What do I say about Lamplight City for the Switch? That it’s my point and click Moriarty? Intellectual kryptonite? Or perhaps it’s just an excellent game that takes nothing for granted and makes you earn your detective badge?
As this was a game from Application Systems Heidelberg, I needn’t do a background check. With certain publishers/developers, you bite their hand off the moment they cast it your way as they have an eye for the type of game I want to play. Imagine my surprise then that this wasn’t by Wadjet Eye Games.
The artwork, sound production and UI were all fantastic and to their high standard, but more importantly, there was an excellent story there. Lamplight City is the work of Grundislav Games, currently working on Rosewater – an adventure loitering on my wishlist.
You play Miles Fordham – a private investigator who will take on five different cases for the story’s duration, making sure that you find the perpetrator of each case using your deductive skills. In the prologue, you’re accompanied by your partner, but after an untimely death (not a spoiler – it’s in the blurb), you’re left to your own devices and… internal monologue to solve these crimes. I was glad his partner died as I couldn’t tell them apart.
As you can imagine, there’s a lot of pointing and clicking, backtracking and unlocking new dialogue trees. However, unlike its counterparts, Lamplight City defines ‘choices matter’. Find yourself steamrolling through a conversation or clicking on every dialogue option for completion’s sake? There’ll be consequences. In many scenes, you will be warned of your actions, and if you commit, you could jeopardise the case.
I found this out the hard way and spent an age backtracking, attempting to unlock new evidence to open up conversations, but each time I went to conclude the case, there were no options for the person I thought ‘dunnit’. Not that I could prove it, and perhaps that’s the evidence in itself, but for the first case, I could only accuse one person whom I thought was innocent or reluctantly declare it was unsolvable. Determined not to give up, I retraced my steps but could see that the locations previously shown on the map were no longer available.
This naturally ticked me off as I didn’t want to give up, but my bad cop/bad cop approach did me no favours. The blurb says there will be cases where you won’t get stuck and can always move on, but what if you don’t want to move on? My top tip? Save your game often in Lamplight City before risking the whole case. You might be picking up a whiff of regret and distaste for the game, but far from it – it’s brilliant.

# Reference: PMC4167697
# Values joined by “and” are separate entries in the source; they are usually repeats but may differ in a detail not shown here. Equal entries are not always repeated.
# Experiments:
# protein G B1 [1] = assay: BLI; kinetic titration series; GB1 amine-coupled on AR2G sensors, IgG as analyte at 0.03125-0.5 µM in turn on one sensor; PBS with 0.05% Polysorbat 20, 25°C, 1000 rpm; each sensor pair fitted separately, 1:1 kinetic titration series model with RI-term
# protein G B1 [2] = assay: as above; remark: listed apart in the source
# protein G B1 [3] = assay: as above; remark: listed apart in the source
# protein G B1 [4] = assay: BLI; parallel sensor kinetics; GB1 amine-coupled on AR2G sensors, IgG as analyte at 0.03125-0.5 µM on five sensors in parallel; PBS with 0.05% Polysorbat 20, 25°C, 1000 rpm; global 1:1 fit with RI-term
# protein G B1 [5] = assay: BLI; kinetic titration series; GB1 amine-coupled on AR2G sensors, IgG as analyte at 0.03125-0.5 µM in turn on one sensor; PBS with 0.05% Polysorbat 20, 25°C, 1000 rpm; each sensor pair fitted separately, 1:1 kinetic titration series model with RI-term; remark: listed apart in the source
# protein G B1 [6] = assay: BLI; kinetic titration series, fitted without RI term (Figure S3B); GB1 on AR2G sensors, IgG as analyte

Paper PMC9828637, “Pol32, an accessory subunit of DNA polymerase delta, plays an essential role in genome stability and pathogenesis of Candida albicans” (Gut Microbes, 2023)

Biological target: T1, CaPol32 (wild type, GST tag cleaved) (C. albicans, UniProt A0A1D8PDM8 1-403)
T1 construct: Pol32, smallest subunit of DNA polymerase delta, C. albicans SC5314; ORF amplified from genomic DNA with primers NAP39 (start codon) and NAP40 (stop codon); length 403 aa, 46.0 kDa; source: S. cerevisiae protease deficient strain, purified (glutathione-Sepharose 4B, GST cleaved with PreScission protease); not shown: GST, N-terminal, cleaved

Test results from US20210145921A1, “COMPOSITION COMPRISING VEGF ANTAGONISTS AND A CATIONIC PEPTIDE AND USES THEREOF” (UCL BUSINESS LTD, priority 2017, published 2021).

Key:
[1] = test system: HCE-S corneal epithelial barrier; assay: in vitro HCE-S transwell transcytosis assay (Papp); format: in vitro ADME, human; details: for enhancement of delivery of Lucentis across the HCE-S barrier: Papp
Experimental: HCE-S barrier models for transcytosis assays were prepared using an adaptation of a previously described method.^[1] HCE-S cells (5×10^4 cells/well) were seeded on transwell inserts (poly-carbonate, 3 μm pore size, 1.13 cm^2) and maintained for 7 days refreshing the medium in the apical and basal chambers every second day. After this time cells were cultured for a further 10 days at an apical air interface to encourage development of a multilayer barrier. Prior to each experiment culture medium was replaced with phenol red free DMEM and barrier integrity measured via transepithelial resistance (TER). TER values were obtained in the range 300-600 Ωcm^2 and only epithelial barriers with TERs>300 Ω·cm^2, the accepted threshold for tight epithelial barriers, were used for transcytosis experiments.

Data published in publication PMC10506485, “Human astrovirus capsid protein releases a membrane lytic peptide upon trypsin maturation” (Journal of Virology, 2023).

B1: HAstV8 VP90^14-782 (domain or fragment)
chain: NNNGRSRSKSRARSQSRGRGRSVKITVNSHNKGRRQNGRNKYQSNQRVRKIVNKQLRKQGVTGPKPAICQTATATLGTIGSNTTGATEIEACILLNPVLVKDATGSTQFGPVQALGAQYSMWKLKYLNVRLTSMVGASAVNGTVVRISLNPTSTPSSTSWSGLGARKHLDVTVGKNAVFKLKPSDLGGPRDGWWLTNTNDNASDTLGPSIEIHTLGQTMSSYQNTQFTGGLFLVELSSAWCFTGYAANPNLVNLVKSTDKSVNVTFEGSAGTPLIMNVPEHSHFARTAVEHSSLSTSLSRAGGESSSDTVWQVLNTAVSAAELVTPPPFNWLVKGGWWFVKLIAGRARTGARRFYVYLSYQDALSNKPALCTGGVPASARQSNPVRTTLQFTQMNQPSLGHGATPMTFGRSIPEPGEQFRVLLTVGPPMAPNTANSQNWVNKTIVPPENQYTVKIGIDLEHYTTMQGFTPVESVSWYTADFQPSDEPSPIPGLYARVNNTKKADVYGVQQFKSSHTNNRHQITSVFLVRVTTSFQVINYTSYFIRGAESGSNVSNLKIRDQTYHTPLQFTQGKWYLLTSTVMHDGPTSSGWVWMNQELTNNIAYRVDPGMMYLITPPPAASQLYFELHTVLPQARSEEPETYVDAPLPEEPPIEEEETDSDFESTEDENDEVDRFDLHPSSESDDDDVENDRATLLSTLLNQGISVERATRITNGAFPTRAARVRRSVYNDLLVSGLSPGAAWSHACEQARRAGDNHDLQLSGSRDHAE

Now that I knew my actions meant something, I was more meticulous with other cases. In fact, I got so into it, that I sought the game separately on the PC. That’s no slur on the Switch, but I tend to spend more time on the PC, thus could dedicate more time. The sheer volume of options in this narrative is brilliant, and as a result, I’d happily have cut myself off from the world to indulge in this fantasy world.
Perhaps that escapism element comes from the writing and vocal performances as it’s a fascinating cat and mouse display throughout. The score is also impressive. Miles will get plenty of feedback from peers that don’t necessarily benefit him. Red herrings, derailing the investigations, sketchy NPCs… there are no game overs, but there’s this feeling you get in your gut when you realise that the end result of the case wasn’t how you’d hoped it would be.
That Wadjet Eye Games comparison comes back once more as Lamplight City offers commentary from the developer, one of the script editors and the composer. Much like my GOTY for 2021 Strangeland, this added massive depth to the experience, and I couldn’t help but lap it all up. In truth, this made me appreciate the game even more.
Lamplight City is a challenging game in places. Knowing when to cut your losses in a conversation is crucial, but ignoring interactions, some of the puzzles are bloody hard. A bit like Chronicles of Innsmouth to some degree. However, that’s all emotional stuff – objectively speaking, Lamplight City on the Switch is an essential purchase, in my opinion. One of the best.